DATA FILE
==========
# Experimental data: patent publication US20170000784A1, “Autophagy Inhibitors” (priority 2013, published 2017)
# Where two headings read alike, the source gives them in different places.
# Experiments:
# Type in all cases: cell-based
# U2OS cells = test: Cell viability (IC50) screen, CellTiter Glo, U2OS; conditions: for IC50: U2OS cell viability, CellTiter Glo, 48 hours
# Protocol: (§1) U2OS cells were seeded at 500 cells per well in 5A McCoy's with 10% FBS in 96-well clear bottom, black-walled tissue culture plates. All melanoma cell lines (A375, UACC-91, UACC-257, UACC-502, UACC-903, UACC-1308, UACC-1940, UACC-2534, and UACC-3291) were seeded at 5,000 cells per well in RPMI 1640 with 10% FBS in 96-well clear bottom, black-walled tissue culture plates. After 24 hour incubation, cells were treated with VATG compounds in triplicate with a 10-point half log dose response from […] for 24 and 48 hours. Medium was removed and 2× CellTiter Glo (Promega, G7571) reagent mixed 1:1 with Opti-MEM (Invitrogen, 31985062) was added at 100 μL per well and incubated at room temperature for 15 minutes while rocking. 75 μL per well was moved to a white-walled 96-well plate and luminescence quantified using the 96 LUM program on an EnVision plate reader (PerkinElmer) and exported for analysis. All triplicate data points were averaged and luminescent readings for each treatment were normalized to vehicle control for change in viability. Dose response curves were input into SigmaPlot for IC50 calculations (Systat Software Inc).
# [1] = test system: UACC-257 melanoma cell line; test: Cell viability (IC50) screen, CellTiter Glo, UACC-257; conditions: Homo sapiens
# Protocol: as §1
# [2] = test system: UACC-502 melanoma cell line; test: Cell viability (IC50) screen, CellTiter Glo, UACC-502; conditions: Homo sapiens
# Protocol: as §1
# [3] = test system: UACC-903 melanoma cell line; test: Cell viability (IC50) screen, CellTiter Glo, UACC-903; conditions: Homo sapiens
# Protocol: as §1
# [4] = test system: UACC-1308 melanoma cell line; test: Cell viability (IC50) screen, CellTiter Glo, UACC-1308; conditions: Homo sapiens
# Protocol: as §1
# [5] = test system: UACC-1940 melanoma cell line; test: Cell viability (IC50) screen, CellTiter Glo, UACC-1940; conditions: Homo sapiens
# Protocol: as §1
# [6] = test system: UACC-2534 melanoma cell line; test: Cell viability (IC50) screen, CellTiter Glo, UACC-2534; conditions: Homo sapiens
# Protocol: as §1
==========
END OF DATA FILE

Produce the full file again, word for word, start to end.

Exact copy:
# Experimental data: patent publication US20170000784A1, “Autophagy Inhibitors” (priority 2013, published 2017)
# Where two headings read alike, the source gives them in different places.
# Experiments:
# Type in all cases: cell-based
# U2OS cells = test: Cell viability (IC50) screen, CellTiter Glo, U2OS; conditions: for IC50: U2OS cell viability, CellTiter Glo, 48 hours
# Protocol: (§1) U2OS cells were seeded at 500 cells per well in 5A McCoy's with 10% FBS in 96-well clear bottom, black-walled tissue culture plates. All melanoma cell lines (A375, UACC-91, UACC-257, UACC-502, UACC-903, UACC-1308, UACC-1940, UACC-2534, and UACC-3291) were seeded at 5,000 cells per well in RPMI 1640 with 10% FBS in 96-well clear bottom, black-walled tissue culture plates. After 24 hour incubation, cells were treated with VATG compounds in triplicate with a 10-point half log dose response from […] for 24 and 48 hours. Medium was removed and 2× CellTiter Glo (Promega, G7571) reagent mixed 1:1 with Opti-MEM (Invitrogen, 31985062) was added at 100 μL per well and incubated at room temperature for 15 minutes while rocking. 75 μL per well was moved to a white-walled 96-well plate and luminescence quantified using the 96 LUM program on an EnVision plate reader (PerkinElmer) and exported for analysis. All triplicate data points were averaged and luminescent readings for each treatment were normalized to vehicle control for change in viability. Dose response curves were input into SigmaPlot for IC50 calculations (Systat Software Inc).
# [1] = test system: UACC-257 melanoma cell line; test: Cell viability (IC50) screen, CellTiter Glo, UACC-257; conditions: Homo sapiens
# Protocol: as §1
# [2] = test system: UACC-502 melanoma cell line; test: Cell viability (IC50) screen, CellTiter Glo, UACC-502; conditions: Homo sapiens
# Protocol: as §1
# [3] = test system: UACC-903 melanoma cell line; test: Cell viability (IC50) screen, CellTiter Glo, UACC-903; conditions: Homo sapiens
# Protocol: as §1
# [4] = test system: UACC-1308 melanoma cell line; test: Cell viability (IC50) screen, CellTiter Glo, UACC-1308; conditions: Homo sapiens
# Protocol: as §1
# [5] = test system: UACC-1940 melanoma cell line; test: Cell viability (IC50) screen, CellTiter Glo, UACC-1940; conditions: Homo sapiens
# Protocol: as §1
# [6] = test system: UACC-2534 melanoma cell line; test: Cell viability (IC50) screen, CellTiter Glo, UACC-2534; conditions: Homo sapiens
# Protocol: as §1